The Restless Project: Sane Places to Live in America — Starting With Rural Wisconsin

The Restless Project: Sane Places to Live in America — Starting With Rural Wisconsin

“I’m right in one of those sane circles,” Dawn Dinegan wrote to me from her four-bedroom home an hour north of Madison, Wis. “Lots of decent housing for $100K … good schools and low crime.”

restlessHdr (1)Those “sane circles” are on a map I published recently listing 100 U.S. communities with jobs, affordable homes, and better-than-average schools. Rural Wisconsin is on the list. You probably won’t be surprised to learn that big cities like New York, San Francisco and Seattle are not.

The economics of living an affordable life in America are unforgiving, as I’ve been chronicling in The Restless Project. In many places, people with average-wage jobs can’t afford average-priced homes, making a mess out of family budgets.

While this might be the rule, there are plenty of exceptions, and now I am turning my attention to those places. On my map, they displayed as “sane circles.” Where is the American Dream still reasonably available to folks who work hard and live decent lives? Today, with help from Dawn, we make the case for rural America and, in particular, rural Wisconsin.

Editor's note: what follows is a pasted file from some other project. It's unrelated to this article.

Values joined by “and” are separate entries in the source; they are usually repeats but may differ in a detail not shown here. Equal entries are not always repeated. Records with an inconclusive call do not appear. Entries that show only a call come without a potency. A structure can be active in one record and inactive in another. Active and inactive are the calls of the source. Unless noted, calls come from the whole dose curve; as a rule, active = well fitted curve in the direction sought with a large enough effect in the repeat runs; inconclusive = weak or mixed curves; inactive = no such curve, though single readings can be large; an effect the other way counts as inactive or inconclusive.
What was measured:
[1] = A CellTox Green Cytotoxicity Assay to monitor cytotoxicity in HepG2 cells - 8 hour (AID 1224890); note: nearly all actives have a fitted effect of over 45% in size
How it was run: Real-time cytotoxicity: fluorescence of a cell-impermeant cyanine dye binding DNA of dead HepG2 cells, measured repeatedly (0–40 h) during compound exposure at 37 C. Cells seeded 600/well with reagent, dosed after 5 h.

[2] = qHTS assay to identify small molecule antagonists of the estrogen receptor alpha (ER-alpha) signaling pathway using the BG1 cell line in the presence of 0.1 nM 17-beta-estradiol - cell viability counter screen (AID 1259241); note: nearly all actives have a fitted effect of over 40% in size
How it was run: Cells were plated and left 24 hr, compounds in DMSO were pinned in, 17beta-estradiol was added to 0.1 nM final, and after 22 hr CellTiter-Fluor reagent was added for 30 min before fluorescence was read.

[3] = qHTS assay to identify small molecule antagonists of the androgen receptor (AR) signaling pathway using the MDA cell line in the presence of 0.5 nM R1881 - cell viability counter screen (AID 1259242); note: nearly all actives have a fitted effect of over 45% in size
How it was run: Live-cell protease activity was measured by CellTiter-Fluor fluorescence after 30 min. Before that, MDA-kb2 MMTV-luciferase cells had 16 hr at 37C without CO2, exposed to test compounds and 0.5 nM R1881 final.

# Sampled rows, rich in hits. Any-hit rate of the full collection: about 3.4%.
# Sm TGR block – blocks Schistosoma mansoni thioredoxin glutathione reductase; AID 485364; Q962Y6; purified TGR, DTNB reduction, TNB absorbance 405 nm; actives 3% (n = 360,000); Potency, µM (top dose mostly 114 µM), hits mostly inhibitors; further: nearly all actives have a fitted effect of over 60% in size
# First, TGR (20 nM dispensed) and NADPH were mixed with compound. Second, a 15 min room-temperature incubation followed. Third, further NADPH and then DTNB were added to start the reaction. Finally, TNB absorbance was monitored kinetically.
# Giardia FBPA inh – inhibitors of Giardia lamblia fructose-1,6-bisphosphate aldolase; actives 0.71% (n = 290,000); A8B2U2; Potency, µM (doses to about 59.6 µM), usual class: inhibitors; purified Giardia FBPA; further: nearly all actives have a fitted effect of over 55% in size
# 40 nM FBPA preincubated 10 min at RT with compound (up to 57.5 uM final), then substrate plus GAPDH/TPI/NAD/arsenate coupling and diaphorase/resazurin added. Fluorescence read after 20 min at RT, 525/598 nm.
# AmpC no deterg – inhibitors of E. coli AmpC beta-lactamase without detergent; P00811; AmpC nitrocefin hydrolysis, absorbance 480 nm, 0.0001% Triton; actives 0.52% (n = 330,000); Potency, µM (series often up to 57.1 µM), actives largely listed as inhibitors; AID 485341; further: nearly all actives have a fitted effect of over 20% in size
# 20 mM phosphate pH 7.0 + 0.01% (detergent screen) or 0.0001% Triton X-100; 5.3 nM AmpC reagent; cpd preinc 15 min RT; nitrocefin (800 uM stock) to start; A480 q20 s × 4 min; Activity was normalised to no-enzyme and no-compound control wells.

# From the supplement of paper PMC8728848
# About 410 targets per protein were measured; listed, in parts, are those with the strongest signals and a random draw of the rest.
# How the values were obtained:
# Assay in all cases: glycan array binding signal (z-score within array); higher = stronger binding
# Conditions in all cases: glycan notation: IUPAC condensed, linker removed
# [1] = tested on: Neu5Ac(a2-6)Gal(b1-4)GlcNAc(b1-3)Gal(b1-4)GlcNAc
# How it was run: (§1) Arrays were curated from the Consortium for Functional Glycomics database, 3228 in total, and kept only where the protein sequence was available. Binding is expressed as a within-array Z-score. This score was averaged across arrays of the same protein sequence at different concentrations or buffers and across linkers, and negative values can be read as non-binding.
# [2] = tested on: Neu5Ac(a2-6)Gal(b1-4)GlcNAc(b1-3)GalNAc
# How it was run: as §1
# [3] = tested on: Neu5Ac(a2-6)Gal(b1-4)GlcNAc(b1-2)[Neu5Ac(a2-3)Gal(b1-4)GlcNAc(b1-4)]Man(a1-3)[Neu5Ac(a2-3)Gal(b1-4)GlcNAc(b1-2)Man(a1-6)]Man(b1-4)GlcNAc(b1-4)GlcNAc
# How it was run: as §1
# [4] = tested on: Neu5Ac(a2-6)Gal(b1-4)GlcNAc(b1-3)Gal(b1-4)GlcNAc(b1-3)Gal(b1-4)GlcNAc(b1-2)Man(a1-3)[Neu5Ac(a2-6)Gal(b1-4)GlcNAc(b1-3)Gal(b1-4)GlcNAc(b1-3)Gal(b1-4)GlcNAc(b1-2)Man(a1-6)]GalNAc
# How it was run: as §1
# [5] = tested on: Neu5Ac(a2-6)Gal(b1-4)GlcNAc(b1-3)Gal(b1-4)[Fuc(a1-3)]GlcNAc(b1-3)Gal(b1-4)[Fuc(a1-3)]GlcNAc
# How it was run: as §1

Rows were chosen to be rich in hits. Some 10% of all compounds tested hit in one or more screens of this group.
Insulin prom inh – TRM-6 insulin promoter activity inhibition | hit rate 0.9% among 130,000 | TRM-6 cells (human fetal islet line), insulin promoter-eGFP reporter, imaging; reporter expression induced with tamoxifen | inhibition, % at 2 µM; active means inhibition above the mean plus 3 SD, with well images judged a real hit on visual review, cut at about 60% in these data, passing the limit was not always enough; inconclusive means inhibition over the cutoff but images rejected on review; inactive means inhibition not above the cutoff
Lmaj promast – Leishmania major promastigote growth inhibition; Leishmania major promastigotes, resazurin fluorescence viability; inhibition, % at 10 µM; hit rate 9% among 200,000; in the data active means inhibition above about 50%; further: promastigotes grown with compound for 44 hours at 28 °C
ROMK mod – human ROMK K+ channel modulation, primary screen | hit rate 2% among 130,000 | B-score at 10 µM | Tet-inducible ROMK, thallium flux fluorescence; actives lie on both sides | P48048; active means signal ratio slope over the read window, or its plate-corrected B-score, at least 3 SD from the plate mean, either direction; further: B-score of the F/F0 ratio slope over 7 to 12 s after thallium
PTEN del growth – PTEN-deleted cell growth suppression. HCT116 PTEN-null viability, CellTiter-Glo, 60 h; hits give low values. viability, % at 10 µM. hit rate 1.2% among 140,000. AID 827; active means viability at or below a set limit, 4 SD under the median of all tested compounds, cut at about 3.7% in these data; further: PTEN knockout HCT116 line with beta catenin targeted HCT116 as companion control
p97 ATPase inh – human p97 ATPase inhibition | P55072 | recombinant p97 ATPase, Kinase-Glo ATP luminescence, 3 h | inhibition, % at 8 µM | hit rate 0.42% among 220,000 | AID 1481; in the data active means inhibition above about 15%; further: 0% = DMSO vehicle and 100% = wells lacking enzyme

Dawn and her husband may be far from Madison (he drives 70 miles one-way to get to his job in corrections), but they are only 2 miles outside a “little burg.”

“(It has) one school, one post office, one gas station, a couple of restaurants, one dollar store and five bars. Hey, it’s Wisconsin, after all,” she said. On the other hand, it is the kind of place where no one worries if they forgot to lock the door.

The family mortgage is less than $1,000 a month, so they live comfortably on his salary, supplemented by Dawn’s work as a long-term substitute teacher.

Rural living has its downsides

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The Restless Project: Sane Places to Live in America — Starting With Rural Wisconsin

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